Senator John Sampson's $400,000 Embezzlement Charges And Larger Crises
Between 2009 and 2010 Senator John Sampson was one of the most powerful politicians in New York State and was briefly leader of the Democrats in Albany.
Now he stands accused of embezzlement and could face more than 20 years behind bars. The government has offered him a plea-deal that would require over three years imprisonment.
Sampson has pled not guilty to the government's charges. Some of the evidence against him was reportedly gained through wires worn by his political colleagues who wanted to cut better deals for themselves on corruption charges they too faced.
Senator Sampson allegedly siphoned $400,000 from the sale of foreclosed homes after he had been appointed by the court as referee to preside over foreclosure proceedings in Brooklyn. The government says Sampson used the money for his 2005 unsuccessful bid to become District Attorney in King's County.
According to the government when he learned of the investigation against him, Sen. Sampson contacted a friend in the office of the U.S. Attorney for the Eastern District and asked for the names of cooperating witnesses against him so he could plan to “take them out.” The charges against Sampson come merely weeks after Senator Malcolm Smith was in the news. He was charged with scheming with others to bribe his way on the ballot as a Republican candidate for mayor of New York.
Of course, in all fairness, Sampson has yet to have his day in court. Still, these are indeed serious charges and it doesn't help when we see a pattern around the country of serious charges against prominent politicians.
In a recent article "Corrupt Politicians Shame Legacy of Black Political And Civil Rights Struggle" columnist Gloria J. Browne-Marshall noted that given many of the special difficulties and challenges facing the Black community, letdowns by African American politicians have even much more severe and longer-lasting consequences.
Nationally, the column noted the fall of once rising star, Rep. Jessie Jackson, Jr. (D-IL) who pled guilty to a felony charge of "using $750,000 in campaign funds for extravagant purchases, including a stuffed animal head."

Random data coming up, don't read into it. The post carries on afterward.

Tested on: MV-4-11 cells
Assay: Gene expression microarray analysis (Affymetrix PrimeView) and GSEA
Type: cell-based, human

Generally, the impact of such falls are also severe in terms of the disruption to access to resources for the community and to leadership positions.
What's more, even though these are individual transgressions, the community is often wrongfully and even maliciously assigned collective blame by so-called mainstream media -- even when there are no shortages of politicians from other ethnic groups who have fallen from grace.
For example, nationally, as Brown-Marshall's column reminded, "Tom DeLay (R-TX), White, and former Majority Whip, was convicted in 2011 of laundering political contributions and sentenced to three years in prison."
And right here in New York, there have been scores of politicians including the powerful former Republican leader Joe Bruno, who once seemed untouchable.
Still, given the great sacrifices made by African Americans historically, including during the Civil Rights struggle to pave the way for Black political representation, these are very sad days.
We must remind a younger generation of leadership that political power should be used as a means to help direct resources to severely distressed African American communities, many of which face unemployment rates higher than 15% to even 20% -- and much higher for young Black males in certain age ranges where the rates even exceed 50%.
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